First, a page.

ABEL: Anchor down, burn out

With work constant and play curtailed, what does “time off” even mean anymore?


Emery Little

We’re all isolated, it’s been over a year and life is anything but normal. (Hustler Communications/Emery Little)

Zoe Abel, Staff Writer

“How are you?”

You hear this question a few hundred times a week. Sometimes the question is sincere, sometimes it’s a passing greeting and sometimes it feels like a joke. At this point, you’ve come up with a standard answer to the question that works every time. You don’t even have to think:

I’m fine, others have it worse! Oh, I’m good, how are you? Just a crazy time, right? Well, I’m healthy! 

What you mean to say is: it feels like the pandemic is never going to end. Every single week since the third week of the semester has been midterms week. The first sunny days of the spring were spent cooped up in our dorms trying to get a handle on the never ending stream of work. Every time you ask someone how they’re doing, it’s this same theme of general unwellness and sacrifice. Sometimes it feels impossible to type out a BrightSpace discussion post. We’re all isolated, it’s been over a year and life is anything but normal. 

But you didn’t say that. Instead, you said something in a chirpy voice that you put on out of concern for the feelings of others, like wearing that old mask you keep in your car. 


Everything is exhausting. 

I won’t lie; just opening my laptop to begin this article took quite a bit out of me. I pitched it at a meeting three weeks ago but couldn’t find the mental strength to even start. I felt guilty, behind, overwhelmed. I started, stopped, deleted, procrastinated, overthought. I rewarded myself for every line I wrote, the typical just-get-through-the-finish-line tactics that are necessary to get anything done. 

That’s pretty par-for-the-course this semester. The things we want to do are exhausting because they are all online. I’m sure we all initially saw a virtual semester as an opportunity to become more invested in extracurriculars, overload on credits and requirements, and get ahead. Three months into the semester, most of us are overwhelmed by the thought of opening another tab on our computers.  


Our weekends are gone. 

Confined to our dorm rooms and stripped of our daily routines, time has become a strange and amorphous thing that can’t be defined by a calendar. In the “before times,” weekdays were for school and work; weekends were for taking a break. The pandemic forced us to stay in one place day after day, making every day feel exactly the same as the one before it.

My weekends are exhausting. After two days of catching up on work from the week, cramming for upcoming midterms and afternoons full of Zoom meetings, I need another break. The line between the weekend and weekday has become blurred. Saturday and Sunday are just weekdays without synchronous classes. 

Our regular schedule is typically dictated for us by external forces: school schedules and subway times, work meetings and appointments. Without these, life can almost seem like something out of the movie “Groundhog Day,” just a single amorphous day that plays out over and over.

If you’re still in pajamas and both the TV and your laptop are on, does it matter what time it is?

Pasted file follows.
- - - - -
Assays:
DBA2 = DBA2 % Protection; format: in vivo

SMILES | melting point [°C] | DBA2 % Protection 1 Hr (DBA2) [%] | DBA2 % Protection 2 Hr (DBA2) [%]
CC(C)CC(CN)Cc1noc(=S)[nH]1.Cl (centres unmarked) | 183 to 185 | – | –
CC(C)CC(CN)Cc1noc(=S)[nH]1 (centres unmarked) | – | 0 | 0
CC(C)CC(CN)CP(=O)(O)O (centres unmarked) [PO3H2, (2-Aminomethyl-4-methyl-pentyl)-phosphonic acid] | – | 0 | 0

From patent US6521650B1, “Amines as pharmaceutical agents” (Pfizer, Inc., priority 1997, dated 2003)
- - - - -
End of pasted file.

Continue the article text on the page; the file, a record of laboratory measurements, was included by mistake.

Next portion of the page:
Our professors feel it too. 

We’re not alone in feeling the pressure of pandemic life. Faculty burnout is exacerbated by pandemic-related stressors. Think absent childcare and virtual education, increased demands from administrators and peers and the transition to online education. Professors are given many new stressors without the old ones being removed. How many of our classes have been shifted to online platforms? Behind each of those organized BrightSpace pages is a professor who had to learn new technology and re-shape their curriculum. 

Our professors also face their own children being out of school. Female academics, who traditionally face a “second shift” of caring and emotional work after physically leaving their workplace—are subject to the quickest and most aggressive burnout. 


College students everywhere are struggling. 

One long and deadly year into the pandemic, college students report severe psychic distress. It’s still midterm season, we’re stuck inside and we’re isolated from our loved ones. The future is bleak and uncertain; daily news brings more death tolls, and the virus rages on. Every day feels just like the one before it. It is difficult, painful to keep going and many of us may be at a breaking point. 

If the tweets, stories and posts of college students are a sufficient metric for gauging student health, we have reason to be concerned.

“Everything feels very pointless and mundane. I feel like I’m trapped in the same day over and over again,” a top comment on Vanderbilt’s Reddit page reads. 

Being told to self-care our way out of burnout or simply book an appointment at the University Counseling Center (UCC) feels a little too bootstrappy. The lack of spring break or real weekends is real and hard. Constant referrals to counselling centers do little when students have no time to relentlessly self-advocate for an appointment on top of already busy schedules. Professing support for student mental health in aggressive emails about immersion deadlines and restrictions is an oxymoron. 

When self-care isn’t reflected in our school’s culture, it falls to individuals to carve out enough time for self-care and find resources to support themselves. Both students’ and educators’ health and well-being should be prioritized in Vanderbilt’s school culture. Administrative leaders can help create the conditions for that. We need a change in the way our school sees struggle and responds to it. 

Next time you hear that friend or parent asking “how are you,” forget your standard answer. It’s okay to reward yourself for every line you write.  It’s okay to be sad, struggling or completely fine.